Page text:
I was born in Pennsylvania in the 1950s to parents who belonged to the conservative Mennonite church. My mother was a nurse, an extremely unusual pursuit for a Mennonite woman in those days, and my father was a wanna-be farmer. I do not remember the house in which I was born as we soon moved to a small farm in York County. There my father began our family’s farming career. We attended a Mennonite church located about 20 miles from the farm.
My earliest memories are of gathering around the supper table in the evening and my father reading a passage of the Bible to us. However, I do not remember discussing it. Sometimes, we passed around a small box with scripture cards and we all chose one to read. Sunday morning was a time of frantic hurrying as we rushed to get to church on time. In spite of that, I remember always being late. I loved Sunday school and there I learned the stories in the Bible and about God’s unconditional love for us. During the summer, there was Vacation Bible School. In the early years, Mama always took us to VBS though not at the church we regularly attended. I am not sure why. Once a year, our church held “revival meetings.” These meetings consisted of nightly services that lasted for a week. Different speakers were brought in and the way of salvation was proclaimed. Even as a young child I was moved by these services and they highly influenced me. Even today, when I hear the song, Just As I Am, that goes like this, “just as I am without one plea, but that thy blood was shed for me, and that thou bidd’st me come to Thee, Oh Lamb of God, I come!” I am deeply moved and the stirrings of those days come back to me.
One day, when I was 9 years old, I came upon by oldest brother and my father kneeling by a hay bale in the manger of the dairy barn. My brother was crying as he said the sinner’s prayer with my father’s help. “I want to do that too,” I said. And so, that day, I officially accepted Jesus as my Lord and Savior. I wish I could say that now that I had made my profession of faith, my life would be simple and carefree.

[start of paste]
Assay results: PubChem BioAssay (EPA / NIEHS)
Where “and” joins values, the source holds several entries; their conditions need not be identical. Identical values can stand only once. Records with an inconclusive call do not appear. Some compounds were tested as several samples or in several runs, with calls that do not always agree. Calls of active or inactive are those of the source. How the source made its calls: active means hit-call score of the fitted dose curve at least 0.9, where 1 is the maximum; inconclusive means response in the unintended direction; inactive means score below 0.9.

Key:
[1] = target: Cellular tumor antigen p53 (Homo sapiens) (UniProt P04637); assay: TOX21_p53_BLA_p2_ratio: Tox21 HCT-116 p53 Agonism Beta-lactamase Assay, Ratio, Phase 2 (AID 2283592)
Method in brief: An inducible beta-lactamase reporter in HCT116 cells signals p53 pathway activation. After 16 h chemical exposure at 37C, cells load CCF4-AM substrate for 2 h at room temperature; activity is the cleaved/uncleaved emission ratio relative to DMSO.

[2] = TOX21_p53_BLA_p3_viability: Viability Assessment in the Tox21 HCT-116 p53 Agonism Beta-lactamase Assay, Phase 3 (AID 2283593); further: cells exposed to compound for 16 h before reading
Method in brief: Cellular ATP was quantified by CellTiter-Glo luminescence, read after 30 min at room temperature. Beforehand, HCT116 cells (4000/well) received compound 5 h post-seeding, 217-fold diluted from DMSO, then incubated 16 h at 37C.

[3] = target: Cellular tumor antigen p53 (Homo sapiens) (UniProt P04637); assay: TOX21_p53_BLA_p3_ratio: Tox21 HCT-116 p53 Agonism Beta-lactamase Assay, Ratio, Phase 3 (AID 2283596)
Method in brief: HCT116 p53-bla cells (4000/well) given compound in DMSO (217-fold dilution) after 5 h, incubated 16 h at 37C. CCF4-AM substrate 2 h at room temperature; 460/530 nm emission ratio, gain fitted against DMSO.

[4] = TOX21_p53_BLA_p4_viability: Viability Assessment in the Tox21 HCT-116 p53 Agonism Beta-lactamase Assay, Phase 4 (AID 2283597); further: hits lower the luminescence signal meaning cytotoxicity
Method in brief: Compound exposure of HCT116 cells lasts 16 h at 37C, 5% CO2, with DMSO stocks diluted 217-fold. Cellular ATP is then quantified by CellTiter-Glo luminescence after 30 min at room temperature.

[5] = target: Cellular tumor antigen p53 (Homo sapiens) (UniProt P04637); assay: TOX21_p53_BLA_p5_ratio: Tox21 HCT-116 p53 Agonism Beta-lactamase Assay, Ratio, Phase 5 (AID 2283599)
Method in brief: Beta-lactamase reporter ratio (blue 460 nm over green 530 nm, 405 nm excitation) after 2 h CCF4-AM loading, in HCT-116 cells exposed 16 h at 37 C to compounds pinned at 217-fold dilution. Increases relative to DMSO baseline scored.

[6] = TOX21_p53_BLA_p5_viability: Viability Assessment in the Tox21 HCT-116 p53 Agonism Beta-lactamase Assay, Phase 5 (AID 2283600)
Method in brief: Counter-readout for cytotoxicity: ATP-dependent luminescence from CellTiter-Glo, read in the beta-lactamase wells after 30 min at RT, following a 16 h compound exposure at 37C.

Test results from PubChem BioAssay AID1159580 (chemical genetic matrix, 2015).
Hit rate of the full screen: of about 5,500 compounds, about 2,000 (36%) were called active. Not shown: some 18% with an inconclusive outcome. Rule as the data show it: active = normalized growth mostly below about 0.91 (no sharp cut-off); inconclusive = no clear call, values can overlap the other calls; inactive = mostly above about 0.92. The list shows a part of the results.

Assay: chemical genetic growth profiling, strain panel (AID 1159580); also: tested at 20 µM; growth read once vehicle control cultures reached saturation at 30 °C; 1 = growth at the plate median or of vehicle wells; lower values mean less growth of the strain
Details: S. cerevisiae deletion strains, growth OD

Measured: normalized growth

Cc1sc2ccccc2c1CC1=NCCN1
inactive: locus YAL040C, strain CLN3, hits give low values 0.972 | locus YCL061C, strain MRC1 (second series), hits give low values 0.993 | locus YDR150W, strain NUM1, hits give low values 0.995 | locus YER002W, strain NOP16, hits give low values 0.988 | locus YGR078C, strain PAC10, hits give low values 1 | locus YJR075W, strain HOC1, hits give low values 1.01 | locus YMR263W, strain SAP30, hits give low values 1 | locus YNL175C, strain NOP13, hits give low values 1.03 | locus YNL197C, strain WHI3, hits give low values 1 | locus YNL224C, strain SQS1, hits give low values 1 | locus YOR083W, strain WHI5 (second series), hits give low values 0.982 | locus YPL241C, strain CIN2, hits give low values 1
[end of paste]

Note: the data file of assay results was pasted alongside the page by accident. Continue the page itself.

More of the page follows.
I continued to grow physically and in my faith. I wanted to follow Jesus and serve Him. I was baptized and joined the Mennonite church at the age of 10 years. My parents, though, in spite of their verbal adherence to the Mennonite faith, in many ways did not subscribe to the faith that we belonged to and I came to realize many years later, placed huge stumbling blocks in the path of our assimilation into Mennonite culture. I think this was the beginning of the sense of shame in who I am that I have carried most of my life. We only went to church on Sunday morning or for special meetings. Dedicated members were expected to attend Wednesday night prayer meetings and Sunday evening services as well. But we were busy farmers and my father did not have time for that. I remember well about this time also being refused my request to attend VBS in the summer. I loved VBS but we were now becoming old enough that we could help around the farm. My father’s priority of work over every other activity was beginning to express itself. I, of course, did not recognize that tendency for as a child, he was my father and I simply repressed those few things that I did not understand. I loved my father and loved being with him and working with him.
We were all eager to follow his lead when he made the decision to remove us from school to work on the farm. My brothers were removed from school at the age of 14 and me at the age of 15. Around this time is when my father started looking at buying land “out west” and moving all of us there to farm together. I had no objections. It sounded like a wonderful adventure to me. Here is where I want to say to parents, your job as a parent is to teach and prepare your child to follow the bent that God has given your child. It is not to determine their course in life that fits with what you want to happen. My father came from what is called a patriarchal family in which the children are simply extensions of the father. This sets the family up for huge tensions and heartache later when the young person wants to follow his or her own path in life.